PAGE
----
Military experience shaped coaching philosophy of National Teams coach Bill Williams

By Jill Cassidy | Posted 5/25/2017

Like the military, the U.S. National Team builds from a foundation of structure, integrity, courage and brotherhood. The program brings together American athletes and coaches from all across the country to celebrate and take part in the great game of football. 

One particular coach who has become a valuable member of the National Team program is former U.S. Marine Bill Williams.

Williams, who served as an assistant coach for the U-18 National Team at the North American Championship, believes much of his success as a coach derives from the experiences and lessons he’s learned in the United States Marine Corps, which he joined at 17.

SEE MORE: Military Appreciation Week

Throughout his time enlisted, he was stationed in Hawaii, Japan, 29 Palms California and Camp Lejune North Carolina, and also served in the Gulf War and Somalia. His time in the military also brought him to Saudi Arabia, Australia, Tonga, Tahiti, American Samoa and London.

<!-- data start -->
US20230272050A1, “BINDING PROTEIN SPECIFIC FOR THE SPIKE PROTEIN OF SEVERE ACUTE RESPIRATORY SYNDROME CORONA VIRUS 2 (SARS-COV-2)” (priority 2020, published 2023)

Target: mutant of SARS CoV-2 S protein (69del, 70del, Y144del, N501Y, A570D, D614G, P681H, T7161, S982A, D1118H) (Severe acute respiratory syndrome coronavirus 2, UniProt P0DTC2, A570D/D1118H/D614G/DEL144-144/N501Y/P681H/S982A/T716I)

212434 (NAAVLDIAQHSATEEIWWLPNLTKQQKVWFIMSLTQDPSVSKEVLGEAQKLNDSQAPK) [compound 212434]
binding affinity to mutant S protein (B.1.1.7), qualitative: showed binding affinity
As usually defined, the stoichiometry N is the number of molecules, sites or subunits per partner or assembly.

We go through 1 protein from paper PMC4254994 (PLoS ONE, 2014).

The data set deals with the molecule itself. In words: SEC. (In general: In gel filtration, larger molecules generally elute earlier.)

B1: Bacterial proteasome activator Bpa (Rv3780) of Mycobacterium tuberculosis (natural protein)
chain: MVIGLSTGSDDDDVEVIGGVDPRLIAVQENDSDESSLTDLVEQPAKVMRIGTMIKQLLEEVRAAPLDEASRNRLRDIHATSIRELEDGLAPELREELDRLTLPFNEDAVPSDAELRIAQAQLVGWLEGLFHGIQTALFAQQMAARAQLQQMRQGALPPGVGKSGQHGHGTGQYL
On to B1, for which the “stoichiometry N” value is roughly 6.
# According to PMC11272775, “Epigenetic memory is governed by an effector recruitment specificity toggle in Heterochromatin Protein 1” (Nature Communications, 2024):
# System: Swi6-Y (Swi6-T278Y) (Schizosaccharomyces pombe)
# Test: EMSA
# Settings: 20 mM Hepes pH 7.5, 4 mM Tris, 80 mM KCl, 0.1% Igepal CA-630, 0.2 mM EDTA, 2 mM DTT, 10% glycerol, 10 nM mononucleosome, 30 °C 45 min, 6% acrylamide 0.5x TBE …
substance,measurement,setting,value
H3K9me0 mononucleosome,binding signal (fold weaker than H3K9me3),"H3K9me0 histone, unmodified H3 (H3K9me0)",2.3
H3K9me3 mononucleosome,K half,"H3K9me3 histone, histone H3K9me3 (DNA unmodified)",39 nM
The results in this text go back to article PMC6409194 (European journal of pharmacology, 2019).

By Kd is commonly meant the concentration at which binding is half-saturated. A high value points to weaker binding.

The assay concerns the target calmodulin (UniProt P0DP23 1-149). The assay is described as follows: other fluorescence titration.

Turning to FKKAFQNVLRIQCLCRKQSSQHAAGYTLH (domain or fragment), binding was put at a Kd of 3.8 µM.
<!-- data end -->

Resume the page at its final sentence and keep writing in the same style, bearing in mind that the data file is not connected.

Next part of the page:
These experiences taught Williams about “overcoming physical and mental obstacles” and also “how to love, trust and respect all people from all ethnicities, all places, and backgrounds.”

Williams said that his military experience prepared him more to be a coach than any other aspect of his life, because both the military and football require mental and physical preparation and challenging of oneself.

Today, Williams is the head football coach and defensive coordinator at Holdenville, Oklahoma. His coaching philosophy is modeled after his military experience, and centers on these three points:

  • Discipline. “It teaches a person to do what he is supposed to do, both how to do it and when to do it."
  • Structure. “It gives a person a plan and process, paired with discipline he can master his skill and task that he is challenged with.”
  • Confidence. “When a football player has the discipline to show up every day and sticks to the plan, he will have done his job so many times that it’ll leave him a master of it. Because he has mastered it, he will be confident that he can succeed at doing the job he was given to do.”

Learn more about the U.S. National Team here and follow Bill Williams on Twitter.